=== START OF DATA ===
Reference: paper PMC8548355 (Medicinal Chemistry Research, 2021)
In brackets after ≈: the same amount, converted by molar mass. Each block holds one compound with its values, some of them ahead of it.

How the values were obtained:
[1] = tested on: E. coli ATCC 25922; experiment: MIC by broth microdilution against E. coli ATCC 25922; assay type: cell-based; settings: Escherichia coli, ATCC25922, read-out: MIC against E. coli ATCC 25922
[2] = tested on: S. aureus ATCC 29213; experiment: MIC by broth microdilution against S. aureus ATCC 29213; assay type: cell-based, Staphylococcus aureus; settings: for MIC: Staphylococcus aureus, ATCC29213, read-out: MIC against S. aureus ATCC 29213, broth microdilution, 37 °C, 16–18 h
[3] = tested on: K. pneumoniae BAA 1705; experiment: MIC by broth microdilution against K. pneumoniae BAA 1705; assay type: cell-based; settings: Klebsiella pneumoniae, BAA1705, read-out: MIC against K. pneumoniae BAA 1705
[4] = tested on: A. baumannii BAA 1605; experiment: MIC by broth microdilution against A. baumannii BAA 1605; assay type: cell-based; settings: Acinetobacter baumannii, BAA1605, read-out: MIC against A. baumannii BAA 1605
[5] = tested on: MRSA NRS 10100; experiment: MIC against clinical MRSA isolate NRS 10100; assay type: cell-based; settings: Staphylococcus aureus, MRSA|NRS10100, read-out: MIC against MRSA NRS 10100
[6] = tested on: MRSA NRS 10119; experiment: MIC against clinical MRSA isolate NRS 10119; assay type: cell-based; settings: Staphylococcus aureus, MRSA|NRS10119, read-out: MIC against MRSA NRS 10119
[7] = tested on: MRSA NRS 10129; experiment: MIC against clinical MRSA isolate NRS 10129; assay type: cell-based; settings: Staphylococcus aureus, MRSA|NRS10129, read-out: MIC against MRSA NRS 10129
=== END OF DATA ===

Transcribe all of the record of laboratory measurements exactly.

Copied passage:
Reference: paper PMC8548355 (Medicinal Chemistry Research, 2021)
In brackets after ≈: the same amount, converted by molar mass. Each block holds one compound with its values, some of them ahead of it.

How the values were obtained:
[1] = tested on: E. coli ATCC 25922; experiment: MIC by broth microdilution against E. coli ATCC 25922; assay type: cell-based; settings: Escherichia coli, ATCC25922, read-out: MIC against E. coli ATCC 25922
[2] = tested on: S. aureus ATCC 29213; experiment: MIC by broth microdilution against S. aureus ATCC 29213; assay type: cell-based, Staphylococcus aureus; settings: for MIC: Staphylococcus aureus, ATCC29213, read-out: MIC against S. aureus ATCC 29213, broth microdilution, 37 °C, 16–18 h
[3] = tested on: K. pneumoniae BAA 1705; experiment: MIC by broth microdilution against K. pneumoniae BAA 1705; assay type: cell-based; settings: Klebsiella pneumoniae, BAA1705, read-out: MIC against K. pneumoniae BAA 1705
[4] = tested on: A. baumannii BAA 1605; experiment: MIC by broth microdilution against A. baumannii BAA 1605; assay type: cell-based; settings: Acinetobacter baumannii, BAA1605, read-out: MIC against A. baumannii BAA 1605
[5] = tested on: MRSA NRS 10100; experiment: MIC against clinical MRSA isolate NRS 10100; assay type: cell-based; settings: Staphylococcus aureus, MRSA|NRS10100, read-out: MIC against MRSA NRS 10100
[6] = tested on: MRSA NRS 10119; experiment: MIC against clinical MRSA isolate NRS 10119; assay type: cell-based; settings: Staphylococcus aureus, MRSA|NRS10119, read-out: MIC against MRSA NRS 10119
[7] = tested on: MRSA NRS 10129; experiment: MIC against clinical MRSA isolate NRS 10129; assay type: cell-based; settings: Staphylococcus aureus, MRSA|NRS10129, read-out: MIC against MRSA NRS 10129